Those commingled interests are partly responsible for the financial meltdown, Ferlauto said. "Ownership interlocks among these large financial institutions meant that no one was willing to rock the boat," he said, in the period leading up to the financial meltdown. "There needs to be a lot more transparency on the part of large financial institutions as to how they act as fiduciaries of other financial companies," he added. "It's collusion of ownership." To be sure, most of the investments by banks in other banks are investments of private clients managed by the banks. Those clients, however, aren't disclosed to regulators — another way that some beneficiaries of the bailout are shielded from public scrutiny.
When told of The Bee's findings, Robert Kuttner, the author of a recent best-seller on the economic crisis, said they reveal a bailout program designed out of public view, and one that "reeks of favoritism and special treatment." "TARP was designed that way," Kuttner said, "to concentrate power with almost no effective oversight. That, to me, is the scandal." The lack of clear criteria for awarding TARP funds continued after the recent change in government, according to Kuttner and other experts. "The Obama administration said it would offer transparency and openness. But the single most important thing they are doing is being done largely behind closed doors, and the design is by, for and in the interest of large banks, hedge funds and private equity companies," he said. "Because there are no explicit criteria, it's very hard to know if a Citigroup or a Goldman got special treatment."
The Bee's findings follow a recent controversy over some Buffett holdings that may have contributed to the economic crisis. Berkshire owns more than 20 percent of Moody's, a top credit rating agency, making it by far the largest stakeholder. Moody's has been faulted for enabling the global crisis by overvaluing mortgage assets. Although Buffett has been outspoken about the need for government intervention in the crisis caused by the mortgage meltdown, he's said nothing publicly about the role of a company in which his firm is a minority holder. Buffett also has decried "credit default swaps" — which are similar to insurance policies, in which mortgage bonds and other financial instruments are insured against default — as "financial weapons of mass destruction." He criticized the profligate use of these unregulated financial tools, or derivatives, widely blamed as a root of the credit collapse.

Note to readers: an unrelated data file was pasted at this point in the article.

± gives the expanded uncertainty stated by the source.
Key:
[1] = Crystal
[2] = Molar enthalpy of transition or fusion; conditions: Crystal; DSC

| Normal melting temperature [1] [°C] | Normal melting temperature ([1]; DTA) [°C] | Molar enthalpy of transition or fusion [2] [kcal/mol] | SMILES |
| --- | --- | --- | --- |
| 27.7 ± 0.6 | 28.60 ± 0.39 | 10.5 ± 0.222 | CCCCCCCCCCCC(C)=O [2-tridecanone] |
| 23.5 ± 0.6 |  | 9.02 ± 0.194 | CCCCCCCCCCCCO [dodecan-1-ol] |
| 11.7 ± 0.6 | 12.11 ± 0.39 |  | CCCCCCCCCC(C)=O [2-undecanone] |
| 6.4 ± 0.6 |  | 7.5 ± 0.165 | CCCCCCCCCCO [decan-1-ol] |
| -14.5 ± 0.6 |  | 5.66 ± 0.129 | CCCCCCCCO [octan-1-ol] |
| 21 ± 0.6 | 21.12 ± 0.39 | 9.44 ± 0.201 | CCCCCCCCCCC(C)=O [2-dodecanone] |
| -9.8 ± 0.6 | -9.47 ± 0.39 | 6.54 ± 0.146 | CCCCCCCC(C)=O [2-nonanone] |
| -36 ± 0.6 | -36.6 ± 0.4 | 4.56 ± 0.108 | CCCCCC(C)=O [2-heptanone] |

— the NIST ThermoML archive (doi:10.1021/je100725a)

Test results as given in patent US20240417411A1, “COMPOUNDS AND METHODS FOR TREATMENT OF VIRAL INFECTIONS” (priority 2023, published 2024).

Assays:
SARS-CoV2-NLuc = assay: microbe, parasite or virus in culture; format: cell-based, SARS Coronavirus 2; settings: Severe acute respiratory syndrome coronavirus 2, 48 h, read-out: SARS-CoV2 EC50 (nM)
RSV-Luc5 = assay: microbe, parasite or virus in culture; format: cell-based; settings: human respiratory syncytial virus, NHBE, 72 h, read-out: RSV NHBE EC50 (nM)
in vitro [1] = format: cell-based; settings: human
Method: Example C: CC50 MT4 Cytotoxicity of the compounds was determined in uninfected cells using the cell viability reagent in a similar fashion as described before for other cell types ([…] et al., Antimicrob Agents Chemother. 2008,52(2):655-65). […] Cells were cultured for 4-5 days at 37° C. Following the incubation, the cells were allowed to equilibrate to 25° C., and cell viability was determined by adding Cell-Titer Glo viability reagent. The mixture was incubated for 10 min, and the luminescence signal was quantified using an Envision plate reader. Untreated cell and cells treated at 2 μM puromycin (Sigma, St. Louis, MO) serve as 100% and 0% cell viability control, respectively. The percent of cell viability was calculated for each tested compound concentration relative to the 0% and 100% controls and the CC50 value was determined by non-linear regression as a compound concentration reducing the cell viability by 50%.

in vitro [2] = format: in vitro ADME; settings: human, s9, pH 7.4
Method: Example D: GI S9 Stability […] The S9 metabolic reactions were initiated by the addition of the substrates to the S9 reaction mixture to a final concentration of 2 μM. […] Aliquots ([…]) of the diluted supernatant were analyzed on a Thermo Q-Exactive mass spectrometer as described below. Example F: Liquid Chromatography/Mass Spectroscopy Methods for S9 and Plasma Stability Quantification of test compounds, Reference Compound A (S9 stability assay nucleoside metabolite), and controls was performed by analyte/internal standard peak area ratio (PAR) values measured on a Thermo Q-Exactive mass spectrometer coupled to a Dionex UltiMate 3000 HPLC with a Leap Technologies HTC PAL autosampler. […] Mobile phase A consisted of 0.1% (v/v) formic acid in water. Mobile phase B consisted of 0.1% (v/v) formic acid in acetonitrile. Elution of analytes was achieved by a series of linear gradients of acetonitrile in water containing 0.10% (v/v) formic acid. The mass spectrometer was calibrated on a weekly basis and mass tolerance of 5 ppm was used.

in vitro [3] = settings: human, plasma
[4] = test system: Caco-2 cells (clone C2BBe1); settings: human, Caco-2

Yet Berkshire has issued tens of billions of dollars in derivatives. In a letter to shareholders, Buffett justified derivatives as relatively safe and likely to yield vast profits. Leading economists, however, said that Berkshire's credit default swaps are much the same as those that sank American International Group, the insurer at the epicenter of the derivative fiasco. "I assume that (Buffett) is being more responsible than they were," said Dean Baker, the co-director of the Center for Economic and Policy Research in Washington. "But this is a difference in quantity, not quality." Simon Johnson, a professor at MIT's Sloan School of Management and the former chief economist for the International Monetary Fund, said that despite the banking collapse, financial leaders such as Buffett have retained surprising control over the government. "There's this general presumption that Wall Street knows best. But they may not know best for the taxpayer," Johnson said. "We've gotten into the habit of deferring to them a little too much — including Warren Buffett."
Banks as Bidders and Sellers: Financial Nostalgia
So according to the FT, it appears that the banks selling assets will also be able to bid on each other’s assets.
US banks that have received government aid, including Citigroup, Goldman Sachs, Morgan Stanley and JPMorgan Chase, are considering buying toxic assets to be sold by rivals under the Treasury’s $1,000bn (£680bn) plan to revive the financial system.